Monday, June 8, 2009

Fine-tuning Kaguya's Impact

Dr. Bernard H. Foing, executive director of the European Space Agency's International Lunar Exploration Working Group (ILEWG) and project scientist for ESA's SMART-1 lunar orbiter is cautioning the larger community of astronomers and other observers that the Japanese orbiter Kaguya (SELENE 1) may come down earlier.

Others are less concerned. Jim Mosher, who has lead an online group rehearsing for the impact mission of LCROSS, now preparing for launch with the LRO, June 17, puts more faith in Kaguya flight directors at the Japanese space agency JAXA.

"The Japan lunar probe Kaguya, after a productive operational phase will conclude its scientific mission with a controlled impact on the lunar surface expected on June 10, 2009 at 18:30 GMT, on the Moon's Near Side, in a dark area at the eastern limb, lunar coordinates East 80, and South 64 degrees," Foing writes.

"The SMART-1 team has constructed mosaic maps of the Kaguya landing strip using survey images obtained by the SMART-1's AMIE camera." (Close up HERE.)

"The SMART-1 images shows the Kaguya final perilune orbits and impact site are within a very cratered ancient highland terrain. Because of the high topographic relief, will the spacecraft hit the Moon before the nominal time?"

“There is a possibility that the Kaguya impact would take place in fact about 2 or 4 hours before expected," writes Foing, "if the lunar crater rim indicated by SMART-1 is high enough to be on the way.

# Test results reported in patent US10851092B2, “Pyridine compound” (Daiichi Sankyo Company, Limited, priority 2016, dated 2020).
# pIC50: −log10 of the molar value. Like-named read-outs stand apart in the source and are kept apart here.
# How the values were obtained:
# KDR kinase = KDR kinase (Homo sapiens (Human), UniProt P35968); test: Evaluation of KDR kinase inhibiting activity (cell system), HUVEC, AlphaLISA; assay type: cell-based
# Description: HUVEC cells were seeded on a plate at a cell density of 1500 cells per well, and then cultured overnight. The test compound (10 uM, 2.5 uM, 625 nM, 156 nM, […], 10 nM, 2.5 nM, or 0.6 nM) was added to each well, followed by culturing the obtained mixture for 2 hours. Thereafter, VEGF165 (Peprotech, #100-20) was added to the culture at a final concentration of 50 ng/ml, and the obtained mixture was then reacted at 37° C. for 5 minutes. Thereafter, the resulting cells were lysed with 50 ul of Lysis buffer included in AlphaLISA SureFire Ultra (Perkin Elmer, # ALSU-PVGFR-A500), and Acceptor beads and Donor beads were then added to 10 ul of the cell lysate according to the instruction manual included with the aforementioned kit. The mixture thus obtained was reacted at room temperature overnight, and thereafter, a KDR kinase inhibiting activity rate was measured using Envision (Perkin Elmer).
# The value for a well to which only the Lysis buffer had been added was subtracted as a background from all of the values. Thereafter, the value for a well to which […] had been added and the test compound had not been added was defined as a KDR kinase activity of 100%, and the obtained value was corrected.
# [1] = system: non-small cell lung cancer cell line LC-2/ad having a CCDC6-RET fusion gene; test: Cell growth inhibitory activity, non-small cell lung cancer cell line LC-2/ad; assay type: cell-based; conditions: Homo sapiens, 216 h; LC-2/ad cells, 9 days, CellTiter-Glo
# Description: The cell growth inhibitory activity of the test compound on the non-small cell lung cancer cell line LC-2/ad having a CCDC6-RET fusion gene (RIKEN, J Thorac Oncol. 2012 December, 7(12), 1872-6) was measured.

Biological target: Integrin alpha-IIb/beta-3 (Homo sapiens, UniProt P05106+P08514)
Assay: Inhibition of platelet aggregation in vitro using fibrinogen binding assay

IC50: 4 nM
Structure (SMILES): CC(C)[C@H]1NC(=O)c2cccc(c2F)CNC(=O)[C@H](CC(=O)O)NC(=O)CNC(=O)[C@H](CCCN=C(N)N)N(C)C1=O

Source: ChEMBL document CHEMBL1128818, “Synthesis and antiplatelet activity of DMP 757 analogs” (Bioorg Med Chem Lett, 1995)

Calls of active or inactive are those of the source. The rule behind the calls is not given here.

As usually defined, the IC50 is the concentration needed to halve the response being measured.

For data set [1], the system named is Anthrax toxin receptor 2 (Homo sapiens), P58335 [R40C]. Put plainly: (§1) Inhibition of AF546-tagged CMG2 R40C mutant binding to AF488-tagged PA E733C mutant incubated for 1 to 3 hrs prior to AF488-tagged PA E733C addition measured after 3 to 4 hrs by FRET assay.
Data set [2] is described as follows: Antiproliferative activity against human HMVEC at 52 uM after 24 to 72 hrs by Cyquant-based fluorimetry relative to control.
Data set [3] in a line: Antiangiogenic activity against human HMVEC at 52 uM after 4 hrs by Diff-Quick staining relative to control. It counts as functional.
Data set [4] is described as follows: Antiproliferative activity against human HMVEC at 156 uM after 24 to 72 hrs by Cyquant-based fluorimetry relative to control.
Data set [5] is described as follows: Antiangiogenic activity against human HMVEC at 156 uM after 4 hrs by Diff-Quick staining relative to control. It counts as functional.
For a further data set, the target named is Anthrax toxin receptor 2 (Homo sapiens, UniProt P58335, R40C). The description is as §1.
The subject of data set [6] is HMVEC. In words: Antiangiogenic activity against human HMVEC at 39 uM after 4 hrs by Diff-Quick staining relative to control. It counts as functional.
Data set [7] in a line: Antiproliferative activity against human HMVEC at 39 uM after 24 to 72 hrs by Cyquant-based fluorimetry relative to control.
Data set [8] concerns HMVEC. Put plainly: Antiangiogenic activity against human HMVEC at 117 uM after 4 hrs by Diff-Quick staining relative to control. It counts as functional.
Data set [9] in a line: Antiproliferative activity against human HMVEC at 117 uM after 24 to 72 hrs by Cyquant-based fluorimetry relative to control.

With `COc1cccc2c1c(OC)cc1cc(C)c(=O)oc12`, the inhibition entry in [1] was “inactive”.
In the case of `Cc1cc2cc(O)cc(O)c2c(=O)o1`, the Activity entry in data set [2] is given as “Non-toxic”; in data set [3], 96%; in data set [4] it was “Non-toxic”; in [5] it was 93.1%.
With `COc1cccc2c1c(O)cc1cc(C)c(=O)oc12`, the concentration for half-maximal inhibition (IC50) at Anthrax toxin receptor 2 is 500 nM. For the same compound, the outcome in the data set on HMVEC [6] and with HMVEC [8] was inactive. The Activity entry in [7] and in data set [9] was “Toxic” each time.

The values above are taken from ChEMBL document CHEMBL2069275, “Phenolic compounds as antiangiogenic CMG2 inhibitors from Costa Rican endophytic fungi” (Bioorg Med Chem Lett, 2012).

"Observers should be prepared for that."

“For SMART-1 we had to make a last small spacecraft maneuver just 3 days before impact”, wrote Foing, “in order to avoid a lunar crater rim and enforce the landing at the exact time we had announced, within the second."

“We have to analyze the lunar topography to determine the exact time of impact, and the slopes to determine whether the incidence will be grazing enough to have Kaguya bouncing on touchdown”, says Bernard Foing, “as was observed with SMART-1 hard landing. We hope that future data compared to SMART-1 maps will show the new elongated Kaguya crater and bouncing secondary debris.”

"You may, of course, have access to more current information than the general public," Mosher responded, but (as of this writing) the information on the Kaguya site is back to saying the impact is expected at 63°S, rather than 64°S, with an update expected at 01:00 UT on June 10.

"I believe that would put the impact on the north side of Gill D, rather than the south side that you are indicating on your attachments. (See the USGS map).

"It looks like the approach to the impact site will be from the south," Mosher wrote

(JAXA's Kaguya orbital tracker, HERE.) currently puts the spacecraft elevation at 0 km at 80.4°E/66.5°S at about 18:25 UT, and puts the spacecraft at 80.4°E/49.1°S (altitude -4 km) at 18:30 UT (the announced impact time).

"By suggesting Kaguya may hit the surface 2 or 4 hours earlier than announced, " Mosher wrote to Foing, "I presume you mean it may hit in the same general area on earlier orbits. Does this imply you think it may strike the crater or highland between Gill and Wexler U?"

See Map HERE.

"Finally, I notice the Kaguya team is soliciting observations by professional astronomers in their Jun. 5, 2009: Final operation week for KAGUYA" communication at, HERE.

"I have no idea if they have gotten any takers, nor what the expected magnitude of the flash may be, nor what the chances are that it might be hidden by terrain. As mentioned in an earlier post, there are unofficial finder charts for Earth-based observers available (HERE.)

"Perhaps JAXA will release better ones in their June 10th announcement at 01:00 UT?"

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